“Halloween isn’t for months, and I’m hungry,” Julia moaned, grabbing a gorgeous, shiny apple from the tree, biting into it. As she was about to take another bite, her dog, Meatloaf, ran from the house and barked, knocking the apple from her hands onto the ground.
Her family watched worms crawl from the once pristine fruit. Julia swallowed hard, and Meatloaf kicked the rotten apple under a bush.
“Aren’t the glistening apples beautiful?” her mother bemused as her eyes became blinded.
“Julia must have just picked a bad one,” her father was sure, following her mother’s lead. “One bad apple can’t spoil the bunch!”
“I’m so curious,” her brother pondered, handing the apples to his parents before he bit into one. “Mine doesn’t have worms. It’s really fresh.”
“I don’t know,” Julia doubted, rubbing her head. “I have a stomachache from just one bite.”
“We might as well have apples for dinner tonight,” her father planned rashly.
“Better than the produce aisle at the grocery store,” her mother suggested, overcome with the deception of the fruit.
“Almost organic,” her brother reasoned. “We don’t use pesticides.”
Feeling sick from the apples, Julia attempted to find an off button on the player piano, sitting down in the front of it.
“There doesn’t seem to be a way to control this instrument. It just keeps playing and playing on its own,” Julia determined after a minute or so, watching her family enjoy the apples. “Oh, maybe I did just get a bad one.” Not thinking of the consequences, she grabbed another apple and sunk into it.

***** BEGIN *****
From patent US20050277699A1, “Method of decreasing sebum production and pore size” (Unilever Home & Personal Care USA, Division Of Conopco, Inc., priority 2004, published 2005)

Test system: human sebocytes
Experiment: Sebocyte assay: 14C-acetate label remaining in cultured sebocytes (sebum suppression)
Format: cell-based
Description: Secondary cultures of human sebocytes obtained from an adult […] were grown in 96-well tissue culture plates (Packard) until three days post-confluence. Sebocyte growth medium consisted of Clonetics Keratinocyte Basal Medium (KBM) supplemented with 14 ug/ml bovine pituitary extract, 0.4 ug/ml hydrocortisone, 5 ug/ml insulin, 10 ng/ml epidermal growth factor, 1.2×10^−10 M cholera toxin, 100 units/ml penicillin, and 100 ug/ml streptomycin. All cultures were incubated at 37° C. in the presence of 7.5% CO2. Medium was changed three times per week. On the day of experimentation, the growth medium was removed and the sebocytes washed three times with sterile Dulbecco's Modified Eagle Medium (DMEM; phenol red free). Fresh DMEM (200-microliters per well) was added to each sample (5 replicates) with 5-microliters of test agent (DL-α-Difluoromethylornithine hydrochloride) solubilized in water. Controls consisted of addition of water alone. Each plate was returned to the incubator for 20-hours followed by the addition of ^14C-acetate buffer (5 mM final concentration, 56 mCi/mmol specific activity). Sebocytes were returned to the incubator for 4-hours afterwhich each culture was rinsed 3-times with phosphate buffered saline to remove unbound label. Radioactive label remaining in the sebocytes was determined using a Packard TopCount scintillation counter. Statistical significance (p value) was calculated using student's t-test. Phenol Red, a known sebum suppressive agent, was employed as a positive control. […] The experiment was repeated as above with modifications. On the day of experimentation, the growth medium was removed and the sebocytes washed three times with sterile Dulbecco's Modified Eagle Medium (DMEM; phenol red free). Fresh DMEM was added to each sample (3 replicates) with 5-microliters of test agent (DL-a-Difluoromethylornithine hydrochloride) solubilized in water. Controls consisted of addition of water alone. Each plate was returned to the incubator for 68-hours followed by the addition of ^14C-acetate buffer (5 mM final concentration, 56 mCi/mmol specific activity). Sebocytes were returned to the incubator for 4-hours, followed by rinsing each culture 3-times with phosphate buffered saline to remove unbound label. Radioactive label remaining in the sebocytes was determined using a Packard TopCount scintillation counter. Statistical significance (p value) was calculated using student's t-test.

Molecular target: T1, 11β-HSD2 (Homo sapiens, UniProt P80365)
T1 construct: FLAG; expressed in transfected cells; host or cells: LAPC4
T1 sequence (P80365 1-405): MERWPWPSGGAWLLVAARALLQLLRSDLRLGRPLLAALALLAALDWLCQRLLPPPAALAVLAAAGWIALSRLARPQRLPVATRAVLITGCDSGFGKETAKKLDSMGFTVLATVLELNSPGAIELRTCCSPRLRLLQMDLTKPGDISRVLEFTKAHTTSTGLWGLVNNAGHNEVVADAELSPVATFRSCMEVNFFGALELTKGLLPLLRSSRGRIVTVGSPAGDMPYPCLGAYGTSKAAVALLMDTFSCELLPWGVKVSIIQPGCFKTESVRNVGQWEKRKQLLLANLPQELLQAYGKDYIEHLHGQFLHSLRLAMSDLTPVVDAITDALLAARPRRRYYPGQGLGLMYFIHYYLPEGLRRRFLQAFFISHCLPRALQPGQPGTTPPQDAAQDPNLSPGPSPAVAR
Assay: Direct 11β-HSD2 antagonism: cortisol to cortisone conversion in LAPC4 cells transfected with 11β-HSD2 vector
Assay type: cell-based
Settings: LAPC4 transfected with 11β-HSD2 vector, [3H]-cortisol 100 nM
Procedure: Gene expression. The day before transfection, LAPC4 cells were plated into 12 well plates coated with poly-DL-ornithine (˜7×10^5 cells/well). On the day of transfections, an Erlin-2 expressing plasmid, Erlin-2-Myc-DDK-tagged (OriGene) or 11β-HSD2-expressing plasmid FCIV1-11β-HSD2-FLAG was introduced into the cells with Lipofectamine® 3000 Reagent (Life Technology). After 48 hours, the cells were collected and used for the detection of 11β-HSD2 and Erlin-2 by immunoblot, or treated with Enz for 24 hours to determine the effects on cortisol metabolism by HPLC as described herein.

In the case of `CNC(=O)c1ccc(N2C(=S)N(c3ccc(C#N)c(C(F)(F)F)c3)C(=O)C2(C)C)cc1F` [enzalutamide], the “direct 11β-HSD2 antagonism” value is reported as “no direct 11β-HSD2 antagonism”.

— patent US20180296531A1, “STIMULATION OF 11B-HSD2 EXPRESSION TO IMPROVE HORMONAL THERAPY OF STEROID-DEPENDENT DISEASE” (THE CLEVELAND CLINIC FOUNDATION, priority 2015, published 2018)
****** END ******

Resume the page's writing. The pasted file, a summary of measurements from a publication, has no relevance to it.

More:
After a full meal of apples, the family went to bed for the night, and the player piano performed its creepy music without interruption, fast melodies, and then slow ones, changing keys and time signatures.
“I have a bigger stomachache than I did before the second apple,” Julia yawned to herself. “I feel like it is Halloween. Maybe I should wear a costume to school tomorrow.”
“Wow! I feel like a superhero,” Julia felt amazed, gazing at herself in the mirror the next morning. With bulging muscles, she stood taller in stature and stronger in form than ever before in her entire life. “I must have superpowers from the apples!” she called to her family, running into the driveway, and lifting the family car into the air.
“I’m stronger than a quarterback!” Nathan declared, throwing the football to the end of the neighborhood street without a whim.
Through the front window, Julia watched her mother and father rearrange the dining room furniture in minutes. “We decided to try a new look,” Julia’s mother explained as her children walked through the front door, accidentally slamming it, and breaking its frame.
“Be careful,” her father scolded, looking at the damage. “I’ll fix the cracks later.”